Nutritional Product Aims to Make Introducing Food Allergens to Kids Easy

food allergies
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By Katarina Avendaño & Donna Duarte-Ladd

SpoonfulONE on Food Allergies in Kids and Their Quest to Help

Food allergies in kids are one of those things parents dread, and according to the CDC, “Food allergies are a growing food safety and public health concern that affect an estimated 8% of children in the United States.” Now with more scientific research, we want to educate ourselves in food allergens and find ways that we can help our kids.

According to the CDC, “A food allergy occurs when the body has a specific and reproducible immune response to certain foods. The body’s immune response can be severe and life threatening, such as anaphylaxis. Although the immune system normally protects people from germs, in people with food allergies, the immune system mistakenly responds to food as if it were harmful.”

Yet science is amazing, and now there is SpoonfulOne. Co-founder and inventor Dr. Kari Nadeau recently published a groundbreaking book: The End of Food Allergy. The book shares on preventing, diagnosing, and reversing food allergies from research by a team of trained experts.

We recently were invited to learn about SpoonfulOne. Dr. Wendy Sue Swanson, MD, MBE, FAAPpediatrician, and Chief Medical Officer of SpoonfulONE shares, “SpoonfulONE is a revolutionary, science-backed line of nutritional products that makes food allergen introduction & maintenance easy.”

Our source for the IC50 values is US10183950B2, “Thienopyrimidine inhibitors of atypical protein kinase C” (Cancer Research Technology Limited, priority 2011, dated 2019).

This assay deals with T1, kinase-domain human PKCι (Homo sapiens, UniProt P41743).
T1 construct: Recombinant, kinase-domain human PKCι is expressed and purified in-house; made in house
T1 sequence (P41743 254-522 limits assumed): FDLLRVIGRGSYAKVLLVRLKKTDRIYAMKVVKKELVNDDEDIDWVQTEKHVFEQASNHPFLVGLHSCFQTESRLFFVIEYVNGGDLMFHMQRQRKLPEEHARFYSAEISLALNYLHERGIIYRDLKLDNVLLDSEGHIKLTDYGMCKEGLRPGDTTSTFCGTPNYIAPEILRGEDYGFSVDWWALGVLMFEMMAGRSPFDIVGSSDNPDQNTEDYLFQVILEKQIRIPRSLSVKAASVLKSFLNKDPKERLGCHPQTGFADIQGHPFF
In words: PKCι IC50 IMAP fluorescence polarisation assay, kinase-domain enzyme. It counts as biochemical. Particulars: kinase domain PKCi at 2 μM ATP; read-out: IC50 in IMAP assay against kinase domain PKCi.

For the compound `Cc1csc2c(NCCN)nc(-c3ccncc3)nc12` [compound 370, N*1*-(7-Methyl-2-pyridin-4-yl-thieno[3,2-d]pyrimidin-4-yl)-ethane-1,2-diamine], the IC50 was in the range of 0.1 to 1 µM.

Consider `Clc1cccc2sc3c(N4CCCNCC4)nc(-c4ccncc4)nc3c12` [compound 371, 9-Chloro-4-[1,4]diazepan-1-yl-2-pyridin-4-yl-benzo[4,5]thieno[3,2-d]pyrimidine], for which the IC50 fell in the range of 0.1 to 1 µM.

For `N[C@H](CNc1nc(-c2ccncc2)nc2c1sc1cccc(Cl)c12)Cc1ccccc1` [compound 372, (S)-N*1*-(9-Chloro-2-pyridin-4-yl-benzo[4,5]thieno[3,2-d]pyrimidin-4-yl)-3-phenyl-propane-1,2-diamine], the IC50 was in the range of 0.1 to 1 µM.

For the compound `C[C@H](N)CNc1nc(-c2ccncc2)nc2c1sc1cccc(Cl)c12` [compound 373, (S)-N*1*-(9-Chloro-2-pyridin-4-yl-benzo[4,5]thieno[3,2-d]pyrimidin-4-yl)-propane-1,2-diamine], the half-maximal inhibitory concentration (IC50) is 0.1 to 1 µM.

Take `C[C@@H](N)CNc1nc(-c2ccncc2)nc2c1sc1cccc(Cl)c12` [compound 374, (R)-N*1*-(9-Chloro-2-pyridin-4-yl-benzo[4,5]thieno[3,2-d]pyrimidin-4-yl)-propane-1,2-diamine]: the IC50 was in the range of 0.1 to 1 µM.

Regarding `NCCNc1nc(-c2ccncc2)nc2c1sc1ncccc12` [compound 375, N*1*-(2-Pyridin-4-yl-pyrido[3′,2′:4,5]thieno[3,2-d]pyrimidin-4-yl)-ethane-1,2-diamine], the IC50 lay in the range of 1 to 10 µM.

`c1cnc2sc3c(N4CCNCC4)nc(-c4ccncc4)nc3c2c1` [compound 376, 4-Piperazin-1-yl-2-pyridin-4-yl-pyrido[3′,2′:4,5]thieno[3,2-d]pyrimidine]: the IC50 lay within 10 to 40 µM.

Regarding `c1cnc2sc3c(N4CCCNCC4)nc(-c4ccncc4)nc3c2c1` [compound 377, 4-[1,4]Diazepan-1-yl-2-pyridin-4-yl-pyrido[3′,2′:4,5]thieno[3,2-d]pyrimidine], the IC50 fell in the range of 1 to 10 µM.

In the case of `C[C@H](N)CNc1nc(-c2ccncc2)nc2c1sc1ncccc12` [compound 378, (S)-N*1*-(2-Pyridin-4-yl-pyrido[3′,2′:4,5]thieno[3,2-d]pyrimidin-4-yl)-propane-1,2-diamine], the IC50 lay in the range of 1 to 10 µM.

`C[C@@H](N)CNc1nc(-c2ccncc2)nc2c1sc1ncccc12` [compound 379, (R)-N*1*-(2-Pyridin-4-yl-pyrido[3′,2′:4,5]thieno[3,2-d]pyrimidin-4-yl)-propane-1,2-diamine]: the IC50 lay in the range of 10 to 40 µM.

Keeping all of this in mind, we touched base with Dr. Swanson on how SpoonfulOne works in decreasing food allergies.

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What is SpoonfulONE?

SpoonfulONE is a revolutionary, science-backed line of nutritional products that makes food allergen introduction and maintenance easy. Each serving of pediatrician-recommended SpoonfulONE includes the food groups commonly associated with over 90% of food allergies.

How does it work?

SpoonfulONE is science-based nutrition that works in the tummy to help introduce common food allergens early during the immune system’s development. We precisely portioned the amount of proteins (30mg) in SpoonfulONE so that each serving is large enough to safely increase the production of IgG4 (good, protective antibodies). When eating SpoonfulONE, 16 foods are introduced to a child’s immune system. The immune cells in the stomach begin to recognize the foods. When eaten on an ongoing basis, SpoonfulONE teaches the immune system that the 16 foods are just foods, not allergens. Unlike other products on the market that only cover peanut, milk, or eggs, SpoonfulONE covers the food groups associated with over 90% of food allergies.

When is it too late for allergen introduction?

Ideally, we want families introducing common allergens around 4-6 months and continuing routine feeding through early toddlerhood. It’s never too late to start, however the true risk is in delayed introduction.

Can you purchase SpoonfulONE products with EBT? Are there any programs for families to make this more accessible?

SpoonfulONE recently launched SpoonfulONE for Good. We believe all families should have access to diet diversity and common allergens. If you are a parent with SNAP, WIC, or EBT benefits, or have experienced loss of employment due to the COVID-19 pandemic, please apply for a free, one-year subscription of SpoonfulONE products.